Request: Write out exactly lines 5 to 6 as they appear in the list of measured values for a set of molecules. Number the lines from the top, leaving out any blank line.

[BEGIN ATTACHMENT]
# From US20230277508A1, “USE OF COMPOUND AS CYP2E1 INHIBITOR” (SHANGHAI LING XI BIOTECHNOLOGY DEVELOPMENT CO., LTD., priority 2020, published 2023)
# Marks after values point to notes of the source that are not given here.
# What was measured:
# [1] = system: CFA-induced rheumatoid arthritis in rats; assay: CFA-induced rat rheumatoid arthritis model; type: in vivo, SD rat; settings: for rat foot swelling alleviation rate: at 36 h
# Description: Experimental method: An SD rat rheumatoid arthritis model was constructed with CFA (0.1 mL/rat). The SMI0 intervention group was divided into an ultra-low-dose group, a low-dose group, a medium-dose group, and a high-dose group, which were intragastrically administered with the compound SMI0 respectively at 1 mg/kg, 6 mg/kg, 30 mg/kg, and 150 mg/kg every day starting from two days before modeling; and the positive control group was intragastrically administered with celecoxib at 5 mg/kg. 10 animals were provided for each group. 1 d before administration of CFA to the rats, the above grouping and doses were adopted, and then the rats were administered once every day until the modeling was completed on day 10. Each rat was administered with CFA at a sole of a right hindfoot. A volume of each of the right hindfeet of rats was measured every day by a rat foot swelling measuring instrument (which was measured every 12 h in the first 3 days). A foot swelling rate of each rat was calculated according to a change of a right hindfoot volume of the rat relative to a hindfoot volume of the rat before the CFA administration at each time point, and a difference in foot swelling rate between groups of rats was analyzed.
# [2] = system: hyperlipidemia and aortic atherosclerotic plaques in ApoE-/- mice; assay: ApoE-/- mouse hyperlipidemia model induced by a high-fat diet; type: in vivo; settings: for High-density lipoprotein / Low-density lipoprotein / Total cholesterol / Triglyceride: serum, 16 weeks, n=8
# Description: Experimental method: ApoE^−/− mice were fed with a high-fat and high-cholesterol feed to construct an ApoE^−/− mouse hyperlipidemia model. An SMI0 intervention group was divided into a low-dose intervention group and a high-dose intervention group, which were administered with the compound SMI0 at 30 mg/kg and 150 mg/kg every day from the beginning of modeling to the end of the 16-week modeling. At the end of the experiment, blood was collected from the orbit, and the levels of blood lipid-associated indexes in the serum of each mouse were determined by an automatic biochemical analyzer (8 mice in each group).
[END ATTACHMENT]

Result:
# Description: Experimental method: An SD rat rheumatoid arthritis model was constructed with CFA (0.1 mL/rat). The SMI0 intervention group was divided into an ultra-low-dose group, a low-dose group, a medium-dose group, and a high-dose group, which were intragastrically administered with the compound SMI0 respectively at 1 mg/kg, 6 mg/kg, 30 mg/kg, and 150 mg/kg every day starting from two days before modeling; and the positive control group was intragastrically administered with celecoxib at 5 mg/kg. 10 animals were provided for each group. 1 d before administration of CFA to the rats, the above grouping and doses were adopted, and then the rats were administered once every day until the modeling was completed on day 10. Each rat was administered with CFA at a sole of a right hindfoot. A volume of each of the right hindfeet of rats was measured every day by a rat foot swelling measuring instrument (which was measured every 12 h in the first 3 days). A foot swelling rate of each rat was calculated according to a change of a right hindfoot volume of the rat relative to a hindfoot volume of the rat before the CFA administration at each time point, and a difference in foot swelling rate between groups of rats was analyzed.
# [2] = system: hyperlipidemia and aortic atherosclerotic plaques in ApoE-/- mice; assay: ApoE-/- mouse hyperlipidemia model induced by a high-fat diet; type: in vivo; settings: for High-density lipoprotein / Low-density lipoprotein / Total cholesterol / Triglyceride: serum, 16 weeks, n=8